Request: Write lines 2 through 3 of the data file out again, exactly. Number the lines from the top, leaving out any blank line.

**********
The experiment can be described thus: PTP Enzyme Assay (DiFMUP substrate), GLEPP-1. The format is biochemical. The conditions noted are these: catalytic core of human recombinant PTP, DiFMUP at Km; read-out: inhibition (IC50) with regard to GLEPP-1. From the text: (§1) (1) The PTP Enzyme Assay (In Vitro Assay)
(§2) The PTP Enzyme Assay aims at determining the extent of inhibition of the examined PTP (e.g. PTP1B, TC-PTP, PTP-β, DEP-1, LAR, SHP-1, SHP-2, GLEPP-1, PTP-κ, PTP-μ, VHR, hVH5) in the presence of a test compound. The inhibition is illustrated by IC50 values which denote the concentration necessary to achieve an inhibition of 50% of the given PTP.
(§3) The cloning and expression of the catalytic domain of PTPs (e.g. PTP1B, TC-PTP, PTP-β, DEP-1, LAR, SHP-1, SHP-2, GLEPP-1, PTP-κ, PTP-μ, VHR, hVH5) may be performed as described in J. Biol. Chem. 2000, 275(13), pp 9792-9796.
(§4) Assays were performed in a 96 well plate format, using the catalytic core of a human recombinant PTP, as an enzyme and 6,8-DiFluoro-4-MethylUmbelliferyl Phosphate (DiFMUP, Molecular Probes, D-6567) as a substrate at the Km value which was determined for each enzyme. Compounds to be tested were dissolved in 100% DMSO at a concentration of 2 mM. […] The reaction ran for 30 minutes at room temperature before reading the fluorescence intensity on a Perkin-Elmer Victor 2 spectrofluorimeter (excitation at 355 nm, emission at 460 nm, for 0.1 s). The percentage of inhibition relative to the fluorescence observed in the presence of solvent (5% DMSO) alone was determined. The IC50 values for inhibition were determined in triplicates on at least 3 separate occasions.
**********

(§2) The PTP Enzyme Assay aims at determining the extent of inhibition of the examined PTP (e.g. PTP1B, TC-PTP, PTP-β, DEP-1, LAR, SHP-1, SHP-2, GLEPP-1, PTP-κ, PTP-μ, VHR, hVH5) in the presence of a test compound. The inhibition is illustrated by IC50 values which denote the concentration necessary to achieve an inhibition of 50% of the given PTP.
(§3) The cloning and expression of the catalytic domain of PTPs (e.g. PTP1B, TC-PTP, PTP-β, DEP-1, LAR, SHP-1, SHP-2, GLEPP-1, PTP-κ, PTP-μ, VHR, hVH5) may be performed as described in J. Biol. Chem. 2000, 275(13), pp 9792-9796.